Clients are asking us what a Brexit vote will mean for UK employment laws. We’ve taken a look at some of the key laws to see what might change.

The withdrawal will not, by itself, repeal UK employment laws or immigration rules wholesale. Parliament would have to repeal or replace legislation and that will take time. The truth is no-one really knows yet what will happen but the following could be impacted—albeit not immediately.

Holiday Pay
Various decisions of the Court of Justice of the European Union (CJEU) relating to the operation of annual leave have proved both unpopular with UK business and confusing. The right for holiday to continue to accrue during peri- ods of sick leave is one example. Another is a series of recent decisions of the CJEU which decided that holiday pay should be calculated based on all aspects of remuneration (e.g. commission and certain forms of overtime payments) not just basic pay. As well as increasing the cost of providing paid holiday to workers, the decisions have also left a number of important questions unanswered, such as how holiday pay should be calculated in practice. This could provide the UK gov- ernment with the opportunity to clarify and soften this area of employment regula- tion for employers.

Atypical Workers’ Rights
EU-driven protection for agency, part-time, fixed-term and posted workers has been introduced in the UK. Those businesses using or supplying contingency workers may gain more freedom following our withdrawal from the EU.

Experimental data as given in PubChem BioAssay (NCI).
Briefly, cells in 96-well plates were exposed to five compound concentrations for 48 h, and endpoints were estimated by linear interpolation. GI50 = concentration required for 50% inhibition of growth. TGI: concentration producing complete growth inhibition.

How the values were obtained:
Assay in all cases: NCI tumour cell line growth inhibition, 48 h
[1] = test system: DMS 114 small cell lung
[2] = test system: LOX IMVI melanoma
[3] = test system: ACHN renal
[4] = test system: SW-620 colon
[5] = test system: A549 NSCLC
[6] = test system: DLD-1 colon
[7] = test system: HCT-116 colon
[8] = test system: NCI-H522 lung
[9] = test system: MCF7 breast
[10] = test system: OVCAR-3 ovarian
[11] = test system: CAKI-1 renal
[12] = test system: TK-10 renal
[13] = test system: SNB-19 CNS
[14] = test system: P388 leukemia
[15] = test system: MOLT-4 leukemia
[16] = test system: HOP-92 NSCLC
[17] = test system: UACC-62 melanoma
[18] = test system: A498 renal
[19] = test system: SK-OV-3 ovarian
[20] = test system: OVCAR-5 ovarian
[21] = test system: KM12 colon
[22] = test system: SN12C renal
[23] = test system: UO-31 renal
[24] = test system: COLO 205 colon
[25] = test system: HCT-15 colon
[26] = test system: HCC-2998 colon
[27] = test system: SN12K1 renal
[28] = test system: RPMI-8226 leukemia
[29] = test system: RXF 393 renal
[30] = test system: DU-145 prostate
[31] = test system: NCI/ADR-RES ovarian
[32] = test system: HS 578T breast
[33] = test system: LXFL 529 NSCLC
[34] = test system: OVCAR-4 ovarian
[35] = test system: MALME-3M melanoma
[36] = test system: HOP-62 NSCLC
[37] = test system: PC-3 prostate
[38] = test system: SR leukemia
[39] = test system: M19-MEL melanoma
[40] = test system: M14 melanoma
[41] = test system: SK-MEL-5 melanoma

Equality Rights
Many UK anti-discrimination provisions predate EU obligations – sex, race, disability and protection beyond employment into goods and services, all existed before the UK became a member state. A more likely change could be to place limits or caps on discrimination compensation awards.

There is political pressure on the government to cut EU migration. Pending our negotiation of the withdrawal treaty, no immediate changes arise. EU nationals will continue to be able to move freely, work and live in member states, including the UK. But the situation remains uncertain. In the longer term, if EU citizens here are no longer part of a free movement arrangement, new immigration rules will be required to regularise the position.

While we wait to see what happens, it is worth employers assessing how many employees in their workforce might be affected. This can be done easily by cross- referencing existing records kept through the ‘right to work’ provisions. The majority may be subject to additional control in future.